St Jean de Luz is in a stunning location, but, like Cornwall, the wind blows and it rains a lot. The reception from the locals was truly amazing, we were treated like guests of honour in the local fishing club which became a regular haunt. We are not accustomed to drinking out much, living on a tight budget as we do, but this really was an exception and was not expensive. During the week we were invited to an evening of traditional Basque singing by the local male voice choir which was fantastic.
The club members didn’t want us to leave and kept saying that the weather would continue to be bad and we would have to stay there. Much as we enjoyed being there, we felt it was time to move on as soon as the weather would permit, and on Monday, after the wind blew very strongly all night we woke up to a flat calm and took the opportunity of the afternoon tide to make tracks. A weeks’ marina berthing came to 51 euros and the Capitainerie gave us a 2011 almanac as a parting gift, so all in all an absolute bargain. The 6 mile sail to Hendaye went without incident, and we very soon found our way around the back of the marina and anchored in the bay, sheltered from the worst of the winds that were forecast for later that night.
In the morning we wanted to go in search of bread, and having stopped first at the local sailing club to ask permission to leave the dinghy, we found no one so moved on to a pontoon belonging to the Yachting club. A request to leave the dinghy for a while was not granted, with apologies, but the mayors orders, and by the way, anchoring is no longer permitted in the bay and if you don’t go and move your boat we will report you to the local authorities! We went round to the marina at Hendaye who quoted us 42 euros for 2 nights, with the 3rd free. Not in the marina but on a cheaper pontoon on an outside wall, no water or electricity. We walked over to inspect it, the wind was causing some steep slop, and agreed it would make a very uncomfortable berth.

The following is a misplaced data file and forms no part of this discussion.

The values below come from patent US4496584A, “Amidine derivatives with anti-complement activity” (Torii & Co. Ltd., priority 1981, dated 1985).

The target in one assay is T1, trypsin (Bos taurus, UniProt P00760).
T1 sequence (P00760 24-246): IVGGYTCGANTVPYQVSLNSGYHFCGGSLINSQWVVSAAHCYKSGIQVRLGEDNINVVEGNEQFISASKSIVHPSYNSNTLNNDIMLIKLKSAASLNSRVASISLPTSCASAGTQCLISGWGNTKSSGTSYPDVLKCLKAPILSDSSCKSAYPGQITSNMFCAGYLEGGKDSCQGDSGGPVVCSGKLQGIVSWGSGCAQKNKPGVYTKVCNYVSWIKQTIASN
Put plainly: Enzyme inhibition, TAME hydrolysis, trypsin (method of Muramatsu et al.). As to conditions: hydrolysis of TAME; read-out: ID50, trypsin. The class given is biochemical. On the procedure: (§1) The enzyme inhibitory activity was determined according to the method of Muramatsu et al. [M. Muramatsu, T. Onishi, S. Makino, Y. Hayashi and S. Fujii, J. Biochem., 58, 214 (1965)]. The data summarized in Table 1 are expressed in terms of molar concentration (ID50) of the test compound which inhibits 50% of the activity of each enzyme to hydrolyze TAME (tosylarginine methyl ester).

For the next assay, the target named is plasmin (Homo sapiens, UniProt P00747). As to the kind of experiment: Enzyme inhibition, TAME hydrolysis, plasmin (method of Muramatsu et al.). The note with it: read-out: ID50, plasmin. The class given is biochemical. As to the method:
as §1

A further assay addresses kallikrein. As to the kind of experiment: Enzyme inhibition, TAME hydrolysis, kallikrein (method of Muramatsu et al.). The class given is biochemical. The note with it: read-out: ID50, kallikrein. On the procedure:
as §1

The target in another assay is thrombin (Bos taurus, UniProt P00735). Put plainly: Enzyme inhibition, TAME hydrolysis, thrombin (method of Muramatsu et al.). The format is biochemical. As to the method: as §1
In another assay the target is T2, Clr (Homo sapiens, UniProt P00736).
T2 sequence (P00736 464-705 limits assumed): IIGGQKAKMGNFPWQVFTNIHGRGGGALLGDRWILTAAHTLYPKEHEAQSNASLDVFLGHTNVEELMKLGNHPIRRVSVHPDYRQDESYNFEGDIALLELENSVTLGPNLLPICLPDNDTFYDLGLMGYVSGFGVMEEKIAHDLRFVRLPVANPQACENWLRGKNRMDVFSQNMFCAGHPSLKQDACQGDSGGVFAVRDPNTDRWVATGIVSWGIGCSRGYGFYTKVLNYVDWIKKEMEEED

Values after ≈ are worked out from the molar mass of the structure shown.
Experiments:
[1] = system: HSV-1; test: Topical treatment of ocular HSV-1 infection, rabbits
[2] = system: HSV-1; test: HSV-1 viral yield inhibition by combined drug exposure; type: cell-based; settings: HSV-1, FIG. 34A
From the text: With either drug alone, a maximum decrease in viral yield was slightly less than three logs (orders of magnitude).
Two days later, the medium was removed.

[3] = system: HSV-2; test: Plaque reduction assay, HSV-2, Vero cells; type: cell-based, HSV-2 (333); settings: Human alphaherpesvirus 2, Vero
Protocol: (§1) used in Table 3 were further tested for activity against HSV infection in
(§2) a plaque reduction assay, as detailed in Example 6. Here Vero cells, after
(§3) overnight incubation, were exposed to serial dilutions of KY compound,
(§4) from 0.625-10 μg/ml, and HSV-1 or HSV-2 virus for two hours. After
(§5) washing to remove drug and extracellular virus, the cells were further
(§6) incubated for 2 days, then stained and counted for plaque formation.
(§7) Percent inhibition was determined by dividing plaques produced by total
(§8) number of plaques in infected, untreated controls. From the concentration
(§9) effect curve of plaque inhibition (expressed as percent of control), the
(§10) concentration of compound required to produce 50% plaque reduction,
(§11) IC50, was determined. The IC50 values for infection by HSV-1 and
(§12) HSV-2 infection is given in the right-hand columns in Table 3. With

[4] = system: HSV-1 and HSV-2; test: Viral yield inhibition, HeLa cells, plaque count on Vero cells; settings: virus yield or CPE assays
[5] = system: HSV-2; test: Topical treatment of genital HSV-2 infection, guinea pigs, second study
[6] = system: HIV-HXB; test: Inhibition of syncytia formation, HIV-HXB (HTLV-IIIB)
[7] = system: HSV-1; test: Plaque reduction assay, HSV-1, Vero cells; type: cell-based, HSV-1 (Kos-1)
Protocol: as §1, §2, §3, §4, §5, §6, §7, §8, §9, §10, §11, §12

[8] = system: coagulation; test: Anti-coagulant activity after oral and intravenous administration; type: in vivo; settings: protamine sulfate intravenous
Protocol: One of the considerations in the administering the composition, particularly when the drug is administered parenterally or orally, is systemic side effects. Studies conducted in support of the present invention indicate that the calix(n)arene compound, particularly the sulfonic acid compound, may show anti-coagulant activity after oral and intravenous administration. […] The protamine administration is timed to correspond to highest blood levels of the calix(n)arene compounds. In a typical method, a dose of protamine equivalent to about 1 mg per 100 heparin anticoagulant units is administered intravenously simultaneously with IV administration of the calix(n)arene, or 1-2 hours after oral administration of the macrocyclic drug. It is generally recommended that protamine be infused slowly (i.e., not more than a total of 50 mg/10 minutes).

These were the waves inside the harbour!
We decided to take our chances and go and enquire on the other side of the river, so upped anchor to motor over to SPAIN. At Hondaribbia we found a very welcoming Capitanerie and the offer of berthing for 11 euros a night including wifi. Another very scenic location on the odd occasions that the rain clears and you can see the mountains. Several days of high swell (5M) and SW winds followed so we stayed put exploring the area on our folding bikes. John has been delighted to be speaking Spanish again, although a little rusty and somewhat complicated with all the French in his head. My vocabulary extends to about 20 words, and I am not planning on breaking my other leg in order to be able to converse in another language.
The old walled town of Hondarribia
On Saturday the pontoons burst into life when all the locals arrived to do waht boaters do when the time permits but the weather is not good. Spring cleaning, general maintenance, catching up with old friends, checking out new neighbours etc. John went out to speak to a local couple who were peering at Freya Frey, and, as is his wont, invited them onboard for a cup of coffee. 4 hours later and with a lot of information exchanged, we moved to their boat for a very enjoyable evening meal. This was another lovely and to us typical example of the camaraderie that exists within the boating world.
Today we set off, with two destinations in mind depending on the weather. The favoured one being Getaria, 20 miles away, with Posajes, a commercial port available 6 miles away if the weather/sea turned disagreeable. Plan C came into play around half an hour after setting off which was to return to Hondarabbia as the swell was very uncomfortable. I have taken a screenshot of our electronic chart software, the purple squiggly line is our “track”, showing how we poked our nose out beyond the headland to test out the swell.
The track out beyond the headland and back!